Skip to site navigation

News viewer

Workshop 3 Report Online

Publication date:


The report on the third cluster workshop Physical Encounters: increased benefit or increased risk? held on Tuesday 2 June 2009 , at UCL Institute of Archaeology, London, is now online http://www.ucl.ac.uk/conservation-c-22/workshop_3/report_3

Publication date:


Booking is now open for 'What's the Damage?', the
conference for the AHRC/EPSRC Science and Heritage Programme research
cluster: Cultural Encounters and Explorations: Conservation's 'Catch-22'.
The conference will take place on Wednesday 23 September 2009 at UCL
Institute of Archaeology, 31-34 Gordon Square, London, WC1H 0PY.

'What's the Damage?' is the concluding activity of the research cluster
and will address questions arising from the three workshops
(http://www.ucl.ac.uk/conservation-c-22/programme) and online discussion
(https://www.ucl.ac.uk/conservation-c-22-blog/) held earlier this year.
These activities examined the tension between conservation and access in
order to develop a clearer understanding of the consequences of physical
access on the condition of objects. The conference aims to address how the
issue of physical encounters with objects should be taken forward. There
will be a combination of presentations and panel discussions and the day
will conclude with a glass of wine!

The conference fee is £20 with a reduced rate of £5 for students (50
student places are offered).

The booking form, programme, and abstracts are available on the research
cluster website: http://www.ucl.ac.uk/conservation-c-22/conference.

The booking deadline is 15 September 2009.

CONFERENCE PROGRAMME (DRAFT)

The challenge of conservation’s ‘Catch 22’.  Elizabeth Pye, UCL Institute
of Archaeology.

It's all Greek to me! Reflections on some issues relating to classical
marbles.
Susan Pearce, University of Leicester.

Creating the right atmosphere: for people and for collections.  Ben
Cowell, The National Trust.

A right versus a right. Balancing two sections of the museum code of
ethics: a question of trust?
Julia Shelley and Stuart Kennedy, Reading Museum.

Feeling our way: towards a shared approach to object handling in the
Public Galleries.
Paul Sullivan, Bristol Museums.

A close-up look: ‘Meet the Antiquities’ in the Fitzwilliam Museum
Julie Dawson and Helen Strudwick, Fitzwilliam Museum, Cambridge.

Panel: How powerful are the benefits of access?
Chiara Ambrosio, UCL Science and Technology Studies (Chair).

The conservation object: linking past condition to present lives
Dean Sully, UCL Institute of Archaeology.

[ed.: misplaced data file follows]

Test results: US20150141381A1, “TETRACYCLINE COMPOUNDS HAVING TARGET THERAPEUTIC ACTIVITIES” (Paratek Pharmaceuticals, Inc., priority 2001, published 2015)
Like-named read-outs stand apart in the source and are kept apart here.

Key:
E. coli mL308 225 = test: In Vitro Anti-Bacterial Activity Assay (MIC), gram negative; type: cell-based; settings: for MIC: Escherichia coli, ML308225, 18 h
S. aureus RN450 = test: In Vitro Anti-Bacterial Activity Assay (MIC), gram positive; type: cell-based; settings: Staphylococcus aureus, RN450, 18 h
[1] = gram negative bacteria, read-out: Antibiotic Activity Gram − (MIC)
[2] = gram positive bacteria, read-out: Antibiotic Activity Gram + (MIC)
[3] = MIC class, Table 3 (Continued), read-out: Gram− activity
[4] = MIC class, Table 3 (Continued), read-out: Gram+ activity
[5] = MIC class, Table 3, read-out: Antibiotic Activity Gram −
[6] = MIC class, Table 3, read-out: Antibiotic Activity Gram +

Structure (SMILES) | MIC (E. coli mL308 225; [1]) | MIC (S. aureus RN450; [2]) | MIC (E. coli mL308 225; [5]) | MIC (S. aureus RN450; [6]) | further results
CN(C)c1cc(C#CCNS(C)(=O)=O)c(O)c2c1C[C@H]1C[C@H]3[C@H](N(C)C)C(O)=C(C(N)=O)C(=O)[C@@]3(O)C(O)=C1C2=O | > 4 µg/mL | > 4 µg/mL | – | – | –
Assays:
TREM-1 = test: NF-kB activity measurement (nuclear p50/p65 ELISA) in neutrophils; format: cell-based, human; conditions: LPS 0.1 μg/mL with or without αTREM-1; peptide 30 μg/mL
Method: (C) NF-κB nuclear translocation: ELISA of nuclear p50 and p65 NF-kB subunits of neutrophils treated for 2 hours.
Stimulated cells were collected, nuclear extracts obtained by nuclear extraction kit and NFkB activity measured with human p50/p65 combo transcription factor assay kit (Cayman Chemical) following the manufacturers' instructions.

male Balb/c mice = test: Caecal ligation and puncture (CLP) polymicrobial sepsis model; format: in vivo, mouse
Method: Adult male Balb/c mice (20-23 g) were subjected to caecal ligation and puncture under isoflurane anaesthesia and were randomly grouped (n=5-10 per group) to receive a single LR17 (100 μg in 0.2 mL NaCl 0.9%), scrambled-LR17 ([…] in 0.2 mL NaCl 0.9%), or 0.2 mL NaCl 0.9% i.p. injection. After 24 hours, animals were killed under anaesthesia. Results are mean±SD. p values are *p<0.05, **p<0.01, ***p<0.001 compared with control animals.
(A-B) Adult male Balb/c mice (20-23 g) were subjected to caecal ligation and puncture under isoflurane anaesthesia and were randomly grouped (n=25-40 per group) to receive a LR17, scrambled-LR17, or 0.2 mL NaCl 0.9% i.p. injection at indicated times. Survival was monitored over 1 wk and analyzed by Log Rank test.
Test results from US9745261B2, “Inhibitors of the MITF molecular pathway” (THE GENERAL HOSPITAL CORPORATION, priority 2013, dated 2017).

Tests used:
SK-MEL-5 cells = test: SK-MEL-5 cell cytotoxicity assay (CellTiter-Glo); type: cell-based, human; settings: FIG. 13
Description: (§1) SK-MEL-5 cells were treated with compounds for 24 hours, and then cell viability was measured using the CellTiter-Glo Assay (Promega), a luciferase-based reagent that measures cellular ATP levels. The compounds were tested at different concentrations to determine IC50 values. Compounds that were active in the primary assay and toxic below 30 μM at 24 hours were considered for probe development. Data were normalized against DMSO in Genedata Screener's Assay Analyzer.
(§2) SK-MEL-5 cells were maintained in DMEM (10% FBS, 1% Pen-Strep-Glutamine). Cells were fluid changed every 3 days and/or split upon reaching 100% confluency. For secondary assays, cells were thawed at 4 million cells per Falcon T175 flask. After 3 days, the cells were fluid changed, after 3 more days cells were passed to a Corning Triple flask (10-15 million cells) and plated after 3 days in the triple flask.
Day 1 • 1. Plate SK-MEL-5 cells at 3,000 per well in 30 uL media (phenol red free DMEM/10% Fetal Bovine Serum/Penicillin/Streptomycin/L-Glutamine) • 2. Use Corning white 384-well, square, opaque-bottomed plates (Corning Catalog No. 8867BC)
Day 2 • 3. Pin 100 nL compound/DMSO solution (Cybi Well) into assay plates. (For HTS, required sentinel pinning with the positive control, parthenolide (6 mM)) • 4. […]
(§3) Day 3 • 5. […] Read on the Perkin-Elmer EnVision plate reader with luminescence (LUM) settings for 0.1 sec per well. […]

Damage and how to manage it.
Amber Xavier-Rowe, English Heritage.

Measuring damage using state-of-the art analysis techniques. David McPhail
and Richard Chater, Imperial College.

Do we know what we are missing? Exploring the real value and potential of
virtual touch in museum display
Angela Geary, Northumbria University.

Panel Discussion: How serious are the risks of damage?
Helen Wilkinson, Museums Association. (Chair)

Handling the Future
Jonathan Ashley Smith, Royal College of Art.


Publication date:

CHArt TWENTY-FIFTH ANNUAL CONFERENCE

OBJECT AND IDENTITY IN A DIGITAL AGE

Thursday 12 - Friday 13 November 2009

Birkbeck, University of London, Clore Lecture Theatre, Clore Management Centre, Torrington Square, London, WC1 7HX.

THEME

This year's CHArt conference engages with the idea of object and identity in relation to art practice, production, consumption, representation and display. The conference will explore new notions of the identity of the artist, including those involving collaboration and anonymity; new conceptions and ontologies of the art object, as processual, virtual, or hybrid; new means of consumption and reception, whether in galleries and museums, in public spaces, or over networks of broadcast and narrowcast; and the challenges these transformations bring to the display of art and to its curation and access.

Places are limited so early booking is recommended.

The booking form is available online on www.chart.ac.uk<http://www.chart.ac.uk>.  Bookings made before 1 October 2009 will be entitled to a discount.  Conference fees (pounds sterling) - include coffee/tea breaks and lunch.


PROGRAMME



THURSDAY 6 NOVEMBER

KEYNOTE – Frieder Nake, University of Bremen, Germany.
Only Artist. Only Engineer. Only Critic. Transcending Disciplines in Early Digital Art.


SESSION 1

Patterns of Movement in Live Languages.
Alex McLean, Geraint Wiggins, Goldsmiths, University of London.

The Software in Art.
Ernest Edmonds, University of Technology Sydney.

Interfaces of Performance.